Washington & Rock Island

What is a potential visitor’s perception of Washington Island?

This is a question I often ask myself, especially when trying to come up with marketing ads for radio or print media for the Washington Island Ferry Line, my employer of the past 40 years.

There is the ferry ride, of course, pleasant enough most days, but not always so. Strong winds bring large waves, and if we provide daily service all year around, then ferrying people and vehicles onboard a rolling, tossing ferry can’t be avoided. But that’s the exception to the rule, especially in summer. Many passengers, we’ve learned, enjoy movement when on the water, and they don’t mind waves.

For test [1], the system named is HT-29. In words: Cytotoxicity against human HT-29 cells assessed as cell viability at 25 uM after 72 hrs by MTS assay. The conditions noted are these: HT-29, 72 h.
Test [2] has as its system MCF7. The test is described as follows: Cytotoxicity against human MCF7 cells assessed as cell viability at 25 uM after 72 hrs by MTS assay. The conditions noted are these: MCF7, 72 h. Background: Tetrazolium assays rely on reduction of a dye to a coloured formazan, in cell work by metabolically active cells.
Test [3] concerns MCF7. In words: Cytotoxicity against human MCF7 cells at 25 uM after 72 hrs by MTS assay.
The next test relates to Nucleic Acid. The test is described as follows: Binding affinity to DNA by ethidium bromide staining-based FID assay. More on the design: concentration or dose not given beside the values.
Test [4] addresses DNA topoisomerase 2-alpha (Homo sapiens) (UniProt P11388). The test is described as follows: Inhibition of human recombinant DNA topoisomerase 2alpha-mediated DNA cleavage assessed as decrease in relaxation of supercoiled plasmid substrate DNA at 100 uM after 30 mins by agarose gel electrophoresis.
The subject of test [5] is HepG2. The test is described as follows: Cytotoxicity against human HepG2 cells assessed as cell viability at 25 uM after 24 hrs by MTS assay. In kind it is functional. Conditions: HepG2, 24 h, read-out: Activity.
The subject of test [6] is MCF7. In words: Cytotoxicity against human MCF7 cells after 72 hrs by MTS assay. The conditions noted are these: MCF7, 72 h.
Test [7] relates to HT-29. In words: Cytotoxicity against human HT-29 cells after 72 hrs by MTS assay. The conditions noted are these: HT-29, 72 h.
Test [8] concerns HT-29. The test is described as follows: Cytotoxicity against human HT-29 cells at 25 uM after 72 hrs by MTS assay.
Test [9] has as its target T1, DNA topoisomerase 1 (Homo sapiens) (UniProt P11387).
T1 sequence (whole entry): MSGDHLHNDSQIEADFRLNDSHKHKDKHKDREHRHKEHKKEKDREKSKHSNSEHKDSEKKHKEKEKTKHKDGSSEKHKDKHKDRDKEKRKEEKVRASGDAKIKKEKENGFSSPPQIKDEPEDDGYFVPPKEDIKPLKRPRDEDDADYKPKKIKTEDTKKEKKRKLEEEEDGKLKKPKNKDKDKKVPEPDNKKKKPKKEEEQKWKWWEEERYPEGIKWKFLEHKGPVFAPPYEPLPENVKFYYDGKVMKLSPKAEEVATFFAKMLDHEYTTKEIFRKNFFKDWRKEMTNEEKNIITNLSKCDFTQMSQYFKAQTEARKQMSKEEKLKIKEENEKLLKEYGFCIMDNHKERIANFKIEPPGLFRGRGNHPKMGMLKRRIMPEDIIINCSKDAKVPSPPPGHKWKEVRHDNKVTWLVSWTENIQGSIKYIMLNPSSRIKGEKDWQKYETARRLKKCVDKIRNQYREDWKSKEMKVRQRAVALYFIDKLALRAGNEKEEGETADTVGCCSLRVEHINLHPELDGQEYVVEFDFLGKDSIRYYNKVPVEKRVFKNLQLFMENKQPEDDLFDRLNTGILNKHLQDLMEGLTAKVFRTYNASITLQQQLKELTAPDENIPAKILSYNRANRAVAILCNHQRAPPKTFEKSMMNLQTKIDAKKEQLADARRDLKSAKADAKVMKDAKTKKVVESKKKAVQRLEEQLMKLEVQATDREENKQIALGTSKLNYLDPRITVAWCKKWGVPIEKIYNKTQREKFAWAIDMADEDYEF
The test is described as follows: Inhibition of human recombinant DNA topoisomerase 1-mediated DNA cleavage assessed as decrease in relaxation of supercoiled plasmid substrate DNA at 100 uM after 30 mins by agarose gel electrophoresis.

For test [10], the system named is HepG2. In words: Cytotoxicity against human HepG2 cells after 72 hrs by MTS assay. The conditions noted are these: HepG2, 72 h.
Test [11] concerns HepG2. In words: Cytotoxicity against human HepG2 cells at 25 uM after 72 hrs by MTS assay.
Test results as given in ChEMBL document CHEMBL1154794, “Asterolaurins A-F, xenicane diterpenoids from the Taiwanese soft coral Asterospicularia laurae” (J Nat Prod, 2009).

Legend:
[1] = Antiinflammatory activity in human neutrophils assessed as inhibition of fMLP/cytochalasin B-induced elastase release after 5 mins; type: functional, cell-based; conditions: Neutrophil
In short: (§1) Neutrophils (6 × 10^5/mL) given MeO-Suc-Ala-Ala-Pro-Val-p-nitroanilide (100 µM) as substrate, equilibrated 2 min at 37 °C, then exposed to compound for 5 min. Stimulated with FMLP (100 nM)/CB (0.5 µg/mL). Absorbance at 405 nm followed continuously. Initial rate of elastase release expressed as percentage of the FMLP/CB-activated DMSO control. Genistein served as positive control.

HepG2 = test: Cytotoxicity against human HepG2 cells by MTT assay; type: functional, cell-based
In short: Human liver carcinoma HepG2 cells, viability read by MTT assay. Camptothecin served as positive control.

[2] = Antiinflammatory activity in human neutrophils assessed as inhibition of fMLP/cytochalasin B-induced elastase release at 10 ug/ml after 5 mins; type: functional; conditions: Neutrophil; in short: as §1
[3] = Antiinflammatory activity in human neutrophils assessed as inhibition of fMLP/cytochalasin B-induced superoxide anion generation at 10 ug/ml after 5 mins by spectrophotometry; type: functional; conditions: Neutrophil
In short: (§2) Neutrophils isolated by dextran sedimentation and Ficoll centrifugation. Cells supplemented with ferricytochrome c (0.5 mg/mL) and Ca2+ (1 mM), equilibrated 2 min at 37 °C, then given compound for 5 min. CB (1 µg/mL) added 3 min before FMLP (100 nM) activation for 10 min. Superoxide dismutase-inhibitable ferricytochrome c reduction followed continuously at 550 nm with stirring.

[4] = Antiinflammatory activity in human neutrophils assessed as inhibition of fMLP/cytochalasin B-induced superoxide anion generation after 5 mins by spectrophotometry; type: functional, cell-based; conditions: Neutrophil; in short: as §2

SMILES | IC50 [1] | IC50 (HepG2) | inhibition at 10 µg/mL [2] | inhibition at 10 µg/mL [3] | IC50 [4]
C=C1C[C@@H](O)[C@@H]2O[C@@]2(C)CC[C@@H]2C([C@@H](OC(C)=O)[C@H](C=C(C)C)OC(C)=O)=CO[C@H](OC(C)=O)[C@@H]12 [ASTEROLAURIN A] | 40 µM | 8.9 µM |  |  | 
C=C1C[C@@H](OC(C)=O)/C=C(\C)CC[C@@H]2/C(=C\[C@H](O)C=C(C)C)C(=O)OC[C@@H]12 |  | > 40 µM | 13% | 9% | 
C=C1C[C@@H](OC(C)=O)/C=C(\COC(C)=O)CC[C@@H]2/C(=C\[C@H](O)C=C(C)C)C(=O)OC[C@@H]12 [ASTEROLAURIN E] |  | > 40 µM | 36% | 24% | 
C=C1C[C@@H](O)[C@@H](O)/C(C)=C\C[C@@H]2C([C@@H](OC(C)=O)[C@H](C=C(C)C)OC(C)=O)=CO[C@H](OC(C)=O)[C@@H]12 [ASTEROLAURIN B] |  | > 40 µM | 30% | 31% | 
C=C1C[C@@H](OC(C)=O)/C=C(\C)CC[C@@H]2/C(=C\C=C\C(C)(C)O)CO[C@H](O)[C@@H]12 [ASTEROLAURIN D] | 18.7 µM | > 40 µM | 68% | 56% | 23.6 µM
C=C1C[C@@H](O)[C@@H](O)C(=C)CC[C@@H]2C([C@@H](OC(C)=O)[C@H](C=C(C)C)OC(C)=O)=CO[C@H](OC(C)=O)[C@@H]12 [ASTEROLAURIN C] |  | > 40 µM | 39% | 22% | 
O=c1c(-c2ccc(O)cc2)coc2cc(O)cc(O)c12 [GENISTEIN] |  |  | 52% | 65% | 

Okay. So then we ferry across the passage known as Death’s Door, Porte des Mortes. Historically, this was an important strait connecting Green Bay with Lake Michigan. Wrecked canoes and bodies of Native Americans strewn along the shore gave rise to this name, according to the oral history passed to visiting voyageurs in the 1600s. The name was bolstered through shipwrecks of later years, the schooners and steam vessels of 100 and more years ago.

The mystique of this passage adds spice and excitement to a ferry ride, certainly, but should we de-emphasize the Death’s Door bit, stressing instead our modern-day safety record, the frequency of schedule, our experienced captains, and steel ferries with many electronic navigational devices? We welcome ferry riders to join us, and unless it’s foggy or snowing hard, several other islands and lighthouses will be seen along the way, a bonus!

We invite visitors to not only ride our ferries – which are fun, safe for families and fair maidens as well as hairy-chested sailor-fishermen – but we want them to experience Washington and Rock Islands, too.